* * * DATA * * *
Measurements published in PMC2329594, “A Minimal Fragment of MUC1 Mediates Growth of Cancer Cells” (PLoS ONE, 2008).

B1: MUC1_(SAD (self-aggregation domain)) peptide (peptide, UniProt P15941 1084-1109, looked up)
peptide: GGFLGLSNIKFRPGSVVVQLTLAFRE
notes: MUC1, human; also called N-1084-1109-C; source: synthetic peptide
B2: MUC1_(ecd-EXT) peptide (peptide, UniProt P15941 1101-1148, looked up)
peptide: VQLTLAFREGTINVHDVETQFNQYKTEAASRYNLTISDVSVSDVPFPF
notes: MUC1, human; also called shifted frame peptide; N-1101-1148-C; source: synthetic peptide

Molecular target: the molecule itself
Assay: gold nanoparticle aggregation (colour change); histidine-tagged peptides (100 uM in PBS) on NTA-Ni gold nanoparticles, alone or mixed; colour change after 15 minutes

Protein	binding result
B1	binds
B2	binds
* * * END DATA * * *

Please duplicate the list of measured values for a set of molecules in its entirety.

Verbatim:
Measurements published in PMC2329594, “A Minimal Fragment of MUC1 Mediates Growth of Cancer Cells” (PLoS ONE, 2008).

B1: MUC1_(SAD (self-aggregation domain)) peptide (peptide, UniProt P15941 1084-1109, looked up)
peptide: GGFLGLSNIKFRPGSVVVQLTLAFRE
notes: MUC1, human; also called N-1084-1109-C; source: synthetic peptide
B2: MUC1_(ecd-EXT) peptide (peptide, UniProt P15941 1101-1148, looked up)
peptide: VQLTLAFREGTINVHDVETQFNQYKTEAASRYNLTISDVSVSDVPFPF
notes: MUC1, human; also called shifted frame peptide; N-1101-1148-C; source: synthetic peptide

Molecular target: the molecule itself
Assay: gold nanoparticle aggregation (colour change); histidine-tagged peptides (100 uM in PBS) on NTA-Ni gold nanoparticles, alone or mixed; colour change after 15 minutes

Protein	binding result
B1	binds
B2	binds